At least 16 soldiers have been killed and 10 more wounded in an attack in central Mali, security and health officials said.
Mali’s army had earlier said five soldiers had been killed and eight wounded. However, a health official working in central Mali said the death toll had risen to 16, with 10 soldiers injured.
A security source, who requested anonymity, confirmed the higher toll.
The attack on Wednesday occurred near the village of Bodio in the Mopti region, the epicentre of violence in Mali by fighters linked to al-Qaeda and ISIL (ISIS), Moulaye Guindo, the mayor of the nearby town of Bankass, told Reuters news agency and confirmed the death toll.
“The death toll is heavy: 16 soldiers killed, 30 jihadists killed and 17 others wounded,” he told the Reuters news agency.
In a statement, Mali’s army said that troops had repelled a “complex IED attack,” referring to an improvised explosive device.
Mali has been struggling to contain fighting that first erupted in the north in 2012 and has since killed thousands of military personnel and civilians.
Malian soldiers, as well as French forces that support them, and United Nations peacekeepers are frequently targeted in central and northern Mali by the armed groups.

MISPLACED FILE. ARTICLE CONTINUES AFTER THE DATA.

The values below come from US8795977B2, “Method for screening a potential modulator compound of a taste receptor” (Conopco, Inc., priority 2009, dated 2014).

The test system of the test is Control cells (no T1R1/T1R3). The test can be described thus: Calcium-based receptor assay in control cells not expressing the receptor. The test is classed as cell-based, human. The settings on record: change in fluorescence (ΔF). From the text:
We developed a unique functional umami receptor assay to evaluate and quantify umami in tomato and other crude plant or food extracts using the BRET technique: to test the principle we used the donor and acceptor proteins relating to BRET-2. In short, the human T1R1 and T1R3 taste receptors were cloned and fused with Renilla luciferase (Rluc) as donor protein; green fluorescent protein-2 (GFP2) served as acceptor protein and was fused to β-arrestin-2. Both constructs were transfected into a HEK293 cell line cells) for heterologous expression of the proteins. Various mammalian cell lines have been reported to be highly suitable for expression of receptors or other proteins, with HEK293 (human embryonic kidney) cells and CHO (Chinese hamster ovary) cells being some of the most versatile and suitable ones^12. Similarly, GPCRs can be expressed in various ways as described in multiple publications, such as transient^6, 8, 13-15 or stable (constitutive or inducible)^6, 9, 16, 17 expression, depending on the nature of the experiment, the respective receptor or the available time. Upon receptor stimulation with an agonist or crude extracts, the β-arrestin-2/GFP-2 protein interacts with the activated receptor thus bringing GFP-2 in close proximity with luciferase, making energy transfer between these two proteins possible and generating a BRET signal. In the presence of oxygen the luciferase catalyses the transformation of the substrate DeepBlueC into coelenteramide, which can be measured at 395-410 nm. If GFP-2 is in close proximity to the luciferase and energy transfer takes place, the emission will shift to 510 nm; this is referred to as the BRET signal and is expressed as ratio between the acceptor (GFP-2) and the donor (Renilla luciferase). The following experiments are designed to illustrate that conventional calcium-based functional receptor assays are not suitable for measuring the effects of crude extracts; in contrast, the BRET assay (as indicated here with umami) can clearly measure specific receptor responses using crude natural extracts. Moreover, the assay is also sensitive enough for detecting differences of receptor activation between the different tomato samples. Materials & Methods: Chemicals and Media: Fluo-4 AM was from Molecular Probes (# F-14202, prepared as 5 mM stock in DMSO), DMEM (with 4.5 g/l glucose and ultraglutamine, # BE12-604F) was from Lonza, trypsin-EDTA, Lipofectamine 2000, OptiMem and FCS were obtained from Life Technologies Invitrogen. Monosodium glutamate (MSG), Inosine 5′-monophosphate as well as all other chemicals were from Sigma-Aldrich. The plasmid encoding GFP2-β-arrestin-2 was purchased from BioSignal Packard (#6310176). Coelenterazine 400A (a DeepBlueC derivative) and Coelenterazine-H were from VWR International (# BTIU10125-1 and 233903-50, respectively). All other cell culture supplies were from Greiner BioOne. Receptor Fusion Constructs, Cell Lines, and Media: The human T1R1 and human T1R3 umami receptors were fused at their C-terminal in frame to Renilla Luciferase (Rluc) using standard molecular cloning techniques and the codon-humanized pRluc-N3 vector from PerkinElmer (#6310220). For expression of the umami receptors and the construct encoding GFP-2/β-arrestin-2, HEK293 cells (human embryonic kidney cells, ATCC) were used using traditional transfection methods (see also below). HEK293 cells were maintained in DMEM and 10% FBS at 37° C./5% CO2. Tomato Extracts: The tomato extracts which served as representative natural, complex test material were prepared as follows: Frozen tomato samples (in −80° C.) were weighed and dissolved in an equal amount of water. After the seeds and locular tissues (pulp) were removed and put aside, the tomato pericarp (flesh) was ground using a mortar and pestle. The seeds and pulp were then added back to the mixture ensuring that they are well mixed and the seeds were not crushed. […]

Despite the presence of thousands of French and UN troops, the conflict has engulfed central Mali and spread to neighbouring Burkina Faso and Niger.
Central Mali has become one of the most violent hotspots of the Sahel-wide conflict, where ethnic killings and attacks on government forces are frequent.
Laying roadside bombs or IEDs is a common tactic of armed groups in the region.
Four Malian soldiers were killed by an IED blast in the region on September 20. Another ambush also killed five soldiers in central Mali on September 12.
Both those attacks were claimed by the al-Qaeda-aligned Group to Support Islam and Muslims (GSIM).
GSIM also said that it was responsible for an attack on a mining convoy in western Mali on September 28, which killed five gendarmes. A French serviceman was also killed last month in a clash with an armed group near Mali’s border with Burkina Faso.
In June 2021, Macron announced a major reduction of France’s military presence in the Sahel and the end of the existing Barkhane operation there.
France currently has 5,100 troops in the arid and volatile Sahel region. Under the plan, they will be reduced to between 2,500 and 3,000 troops.
Relations between Paris and Mali have been tense since two coups in the Sahel country since August 2020. France is also worried about the use of Russian mercenaries in the country.